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a time for fear
Tuesday, January 06, 2004  
Quaddafi Cakes

A couple of funny/fucked things about the recent Quaddafi move to give up WMD programmes.

It was an empty gesture, in this sense: Libya's weapon stocks are negligible, a threat to nobody but the Quaddafi regime itself, vulnerable to sanctions or, in the worst case, US/UN military action (as remote as this final option seems). The gesture was empty, but satisfied both parties. Quaddafi is given the potential transition of Libya from an increasingly untenable and isolated terrorist state to a more securely integrated (if minor) "global" power (in the sense that diplomatic relations can resume almost across the board). Quaddafi can claim some security in his alliance with the West in the War on Terror, a cause and coalition he is keen on because it affords protection from and promotes offensive action against his regime's most actively dangerous enemy: radical Islamists (more on this below). Quaddafi's Libya has long been unpopular in the Middle East, and also despised by Wahhabi fundamentalists. The US and the UK, for their part, welcome Quaddafi's pledge not least because it serves their case for pre-emptive action and the legitimacy of the Iraq war. For the coalition, the timing of Quaddafi's television announcement was perfect: days after the capture of Saddam Hussein, and the day after a similar pledge by Iran's mullahs to open their nuclear programme to international inspectors.

So even though Quaddafi is essentially "on side" in the War on Terror, his past status as International Terrorism Sponsor and unelected dictator of a rogue state that sought to develop WMD (with little success, but it's the thought that counts) shoves him in the same bracket as countries like Iraq, Iran, Syria - countries Quaddafi has actively distanced himself from for years, and countries who actively distanced themselves from Quaddafi years before that. The glaring anomaly of Libya's position in the Middle East is made clear by Islamic fundamentalism and related terror networks, supported in different measure at different times by Iran, Iraq, Afghanistan, Syria etc. and fought by Libya's one effective ally since Quaddafi's September Revolution in 1969, the Soviet Union (an alliance abandoned by the Soviets due to their alarm at Quaddafi's erratic behavior).

Despite the fact that Quaddafi's was an Arab-Islamic revolution, its ideological emphasis was socialism, nationalisation, "freedom of the individual" and Arabic Unity. For the Quaddafi regime religion was never a driving force. Quaddafi was a legitimate target for Islamists and therefore Islamist insurgency became his greatest threat. In the early 1990s, Libyan veterans of the anti-Soviet jihad in Afghanistan formed al-Muqatila, a terrorist group backed financially by bin Laden and based in Sudan. In 1998 Quaddafi foiled an al-Muqatila plot to assassinate him. (A similar plot in 1996, devised in partnership with MI5, had to be abandoned, according to David Shayler). In April 1998, Quaddafi was the first person to ever submit an international arrest warrant for bin Laden.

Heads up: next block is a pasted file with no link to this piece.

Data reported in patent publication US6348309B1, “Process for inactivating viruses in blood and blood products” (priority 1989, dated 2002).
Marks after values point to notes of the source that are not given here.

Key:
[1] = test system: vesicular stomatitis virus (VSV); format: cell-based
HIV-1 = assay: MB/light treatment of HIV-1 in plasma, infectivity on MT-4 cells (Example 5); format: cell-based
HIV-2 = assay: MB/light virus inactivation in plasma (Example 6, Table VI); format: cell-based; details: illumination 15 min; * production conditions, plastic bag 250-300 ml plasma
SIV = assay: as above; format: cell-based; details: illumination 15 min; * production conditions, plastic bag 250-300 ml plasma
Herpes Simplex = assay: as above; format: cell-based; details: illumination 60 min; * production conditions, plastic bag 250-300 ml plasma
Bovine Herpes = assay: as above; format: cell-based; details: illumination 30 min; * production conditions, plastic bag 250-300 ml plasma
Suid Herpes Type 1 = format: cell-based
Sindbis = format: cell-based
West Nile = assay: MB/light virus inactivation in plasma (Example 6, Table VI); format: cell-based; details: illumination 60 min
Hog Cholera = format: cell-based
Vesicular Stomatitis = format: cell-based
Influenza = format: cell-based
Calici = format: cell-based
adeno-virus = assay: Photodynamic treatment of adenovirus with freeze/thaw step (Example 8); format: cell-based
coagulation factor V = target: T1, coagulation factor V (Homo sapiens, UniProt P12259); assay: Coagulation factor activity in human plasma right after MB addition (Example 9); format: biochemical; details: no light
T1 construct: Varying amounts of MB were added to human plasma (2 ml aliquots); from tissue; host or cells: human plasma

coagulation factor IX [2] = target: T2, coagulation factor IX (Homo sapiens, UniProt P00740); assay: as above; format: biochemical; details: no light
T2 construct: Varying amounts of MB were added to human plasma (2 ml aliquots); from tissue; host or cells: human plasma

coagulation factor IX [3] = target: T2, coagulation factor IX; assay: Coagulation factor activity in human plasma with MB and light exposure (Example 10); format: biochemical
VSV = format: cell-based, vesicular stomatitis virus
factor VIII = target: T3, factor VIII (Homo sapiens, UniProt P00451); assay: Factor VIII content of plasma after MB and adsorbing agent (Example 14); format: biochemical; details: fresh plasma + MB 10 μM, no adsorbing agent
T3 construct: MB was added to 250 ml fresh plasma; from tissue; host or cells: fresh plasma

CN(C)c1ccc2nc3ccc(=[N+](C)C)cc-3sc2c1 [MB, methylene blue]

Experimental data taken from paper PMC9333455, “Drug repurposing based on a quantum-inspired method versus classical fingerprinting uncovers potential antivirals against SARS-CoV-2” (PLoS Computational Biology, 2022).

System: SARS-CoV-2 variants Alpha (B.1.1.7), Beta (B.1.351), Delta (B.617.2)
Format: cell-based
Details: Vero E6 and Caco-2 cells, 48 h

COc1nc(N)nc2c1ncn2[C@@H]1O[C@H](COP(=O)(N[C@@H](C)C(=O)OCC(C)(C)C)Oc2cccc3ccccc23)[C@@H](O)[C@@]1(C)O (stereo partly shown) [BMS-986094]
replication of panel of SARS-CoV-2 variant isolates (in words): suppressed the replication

By the end of 2001, Libya and MI5 were cooperating. The scale of this turnaround was indicated by the return of Musa Kousa (Quaddafi's head of external intelligence) to Britain. In 1979, Kousa had been de facto Libyan ambassador to Britain. His position did not, however, last long. In a Times interview, Kousa put on record Libya's support for the IRA, and the regime's intent to kill two Quaddafi opponents on British soil. Kousa's comments led to his expulsion from the UK. In September 2001, however, the global equilibrium tipped and spilt, and Libyan intelligence proved invaluable to the CIA and MI5. In October 2001, Kousa arrived back in the UK for the first time since 1979, this time carrying documents outlining details of Islamist cells and networks in the Middle East, Europe and Africa. Libya and the UK now had a mutual enemy and corresponding aims: effective negotiations began here.

This is how it used to be:

Khadafi's erratic behavior (to put the best possible gloss on it), his inordinate ambitions, and his rapidly changing alignments antagonized virtually everyone in the Arab world and isolated him from all but his most needy clients. Doubts were expressed concerning his mental state, not only in the West but also in the Arab and Third World capitals. Was he a madman in the clinical sense. or just highly emotional, inbalanced, and unpredictable? Khadafi even became an embarrassment to those closest to him in outlook.
(Walter Laqueur)

Quaddafi's elevation to International Statesman - announced, in effect, by Blair and Bush (Blair beating Bush to it by minutes) - is somewhat laughable, at least absurd, certainly more than a surprise. But that's International Relations! Shifting blocs of power and influence, supple and covert alliance. and don't be polite.

4:24 PM

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